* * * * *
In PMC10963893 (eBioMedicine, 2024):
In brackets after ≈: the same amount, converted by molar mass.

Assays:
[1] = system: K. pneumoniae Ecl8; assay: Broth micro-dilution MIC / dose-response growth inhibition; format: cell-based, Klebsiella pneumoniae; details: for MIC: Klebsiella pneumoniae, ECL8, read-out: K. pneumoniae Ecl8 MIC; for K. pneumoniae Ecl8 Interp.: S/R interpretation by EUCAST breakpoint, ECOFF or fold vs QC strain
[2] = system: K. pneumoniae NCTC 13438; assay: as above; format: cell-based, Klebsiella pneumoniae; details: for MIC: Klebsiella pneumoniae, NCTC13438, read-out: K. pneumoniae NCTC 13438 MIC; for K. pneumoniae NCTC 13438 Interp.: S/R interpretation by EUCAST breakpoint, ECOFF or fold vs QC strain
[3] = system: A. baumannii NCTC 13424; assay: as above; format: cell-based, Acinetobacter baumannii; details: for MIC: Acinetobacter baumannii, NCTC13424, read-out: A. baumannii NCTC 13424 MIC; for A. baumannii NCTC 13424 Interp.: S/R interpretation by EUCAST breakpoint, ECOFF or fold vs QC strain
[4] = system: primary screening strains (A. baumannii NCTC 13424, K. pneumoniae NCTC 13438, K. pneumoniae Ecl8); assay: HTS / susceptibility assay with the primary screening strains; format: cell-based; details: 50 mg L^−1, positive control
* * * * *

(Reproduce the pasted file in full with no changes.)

In PMC10963893 (eBioMedicine, 2024):
In brackets after ≈: the same amount, converted by molar mass.

Assays:
[1] = system: K. pneumoniae Ecl8; assay: Broth micro-dilution MIC / dose-response growth inhibition; format: cell-based, Klebsiella pneumoniae; details: for MIC: Klebsiella pneumoniae, ECL8, read-out: K. pneumoniae Ecl8 MIC; for K. pneumoniae Ecl8 Interp.: S/R interpretation by EUCAST breakpoint, ECOFF or fold vs QC strain
[2] = system: K. pneumoniae NCTC 13438; assay: as above; format: cell-based, Klebsiella pneumoniae; details: for MIC: Klebsiella pneumoniae, NCTC13438, read-out: K. pneumoniae NCTC 13438 MIC; for K. pneumoniae NCTC 13438 Interp.: S/R interpretation by EUCAST breakpoint, ECOFF or fold vs QC strain
[3] = system: A. baumannii NCTC 13424; assay: as above; format: cell-based, Acinetobacter baumannii; details: for MIC: Acinetobacter baumannii, NCTC13424, read-out: A. baumannii NCTC 13424 MIC; for A. baumannii NCTC 13424 Interp.: S/R interpretation by EUCAST breakpoint, ECOFF or fold vs QC strain
[4] = system: primary screening strains (A. baumannii NCTC 13424, K. pneumoniae NCTC 13438, K. pneumoniae Ecl8); assay: HTS / susceptibility assay with the primary screening strains; format: cell-based; details: 50 mg L^−1, positive control